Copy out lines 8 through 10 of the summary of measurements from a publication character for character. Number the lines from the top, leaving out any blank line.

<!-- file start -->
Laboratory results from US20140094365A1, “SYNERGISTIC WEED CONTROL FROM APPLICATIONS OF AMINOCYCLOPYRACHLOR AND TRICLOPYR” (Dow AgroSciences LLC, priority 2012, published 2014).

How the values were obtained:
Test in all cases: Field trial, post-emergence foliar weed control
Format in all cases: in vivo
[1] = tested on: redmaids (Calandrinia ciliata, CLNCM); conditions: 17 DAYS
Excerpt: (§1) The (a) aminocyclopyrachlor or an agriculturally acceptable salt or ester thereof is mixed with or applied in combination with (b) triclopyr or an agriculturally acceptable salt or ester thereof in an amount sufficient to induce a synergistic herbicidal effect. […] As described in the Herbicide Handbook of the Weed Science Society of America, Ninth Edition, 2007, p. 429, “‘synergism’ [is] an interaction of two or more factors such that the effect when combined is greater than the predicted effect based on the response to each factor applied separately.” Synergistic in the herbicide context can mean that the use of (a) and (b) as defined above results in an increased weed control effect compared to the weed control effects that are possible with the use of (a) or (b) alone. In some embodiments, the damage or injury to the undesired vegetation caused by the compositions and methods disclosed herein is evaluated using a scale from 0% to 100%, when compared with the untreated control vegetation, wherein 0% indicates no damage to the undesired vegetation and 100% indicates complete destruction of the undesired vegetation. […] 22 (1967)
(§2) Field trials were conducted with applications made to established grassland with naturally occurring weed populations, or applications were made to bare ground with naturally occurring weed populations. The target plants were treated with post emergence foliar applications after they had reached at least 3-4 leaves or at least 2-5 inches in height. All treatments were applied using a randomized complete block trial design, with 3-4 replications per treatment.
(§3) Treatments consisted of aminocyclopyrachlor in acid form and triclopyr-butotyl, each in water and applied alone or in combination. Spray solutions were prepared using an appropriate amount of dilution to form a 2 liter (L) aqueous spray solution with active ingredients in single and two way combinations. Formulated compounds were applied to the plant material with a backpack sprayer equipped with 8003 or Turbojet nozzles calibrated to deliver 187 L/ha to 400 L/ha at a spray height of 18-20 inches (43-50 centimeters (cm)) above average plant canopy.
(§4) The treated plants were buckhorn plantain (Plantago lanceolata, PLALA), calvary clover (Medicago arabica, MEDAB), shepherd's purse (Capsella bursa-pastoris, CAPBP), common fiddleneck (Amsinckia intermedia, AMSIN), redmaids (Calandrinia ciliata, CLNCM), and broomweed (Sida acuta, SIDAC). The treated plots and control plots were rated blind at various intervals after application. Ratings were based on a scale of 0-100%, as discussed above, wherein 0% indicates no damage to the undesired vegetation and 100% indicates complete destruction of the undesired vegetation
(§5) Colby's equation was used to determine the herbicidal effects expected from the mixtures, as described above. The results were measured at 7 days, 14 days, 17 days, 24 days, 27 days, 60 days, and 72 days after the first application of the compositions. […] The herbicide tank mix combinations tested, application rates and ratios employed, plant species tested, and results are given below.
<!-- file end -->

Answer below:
(§3) Treatments consisted of aminocyclopyrachlor in acid form and triclopyr-butotyl, each in water and applied alone or in combination. Spray solutions were prepared using an appropriate amount of dilution to form a 2 liter (L) aqueous spray solution with active ingredients in single and two way combinations. Formulated compounds were applied to the plant material with a backpack sprayer equipped with 8003 or Turbojet nozzles calibrated to deliver 187 L/ha to 400 L/ha at a spray height of 18-20 inches (43-50 centimeters (cm)) above average plant canopy.
(§4) The treated plants were buckhorn plantain (Plantago lanceolata, PLALA), calvary clover (Medicago arabica, MEDAB), shepherd's purse (Capsella bursa-pastoris, CAPBP), common fiddleneck (Amsinckia intermedia, AMSIN), redmaids (Calandrinia ciliata, CLNCM), and broomweed (Sida acuta, SIDAC). The treated plots and control plots were rated blind at various intervals after application. Ratings were based on a scale of 0-100%, as discussed above, wherein 0% indicates no damage to the undesired vegetation and 100% indicates complete destruction of the undesired vegetation
(§5) Colby's equation was used to determine the herbicidal effects expected from the mixtures, as described above. The results were measured at 7 days, 14 days, 17 days, 24 days, 27 days, 60 days, and 72 days after the first application of the compositions. […] The herbicide tank mix combinations tested, application rates and ratios employed, plant species tested, and results are given below.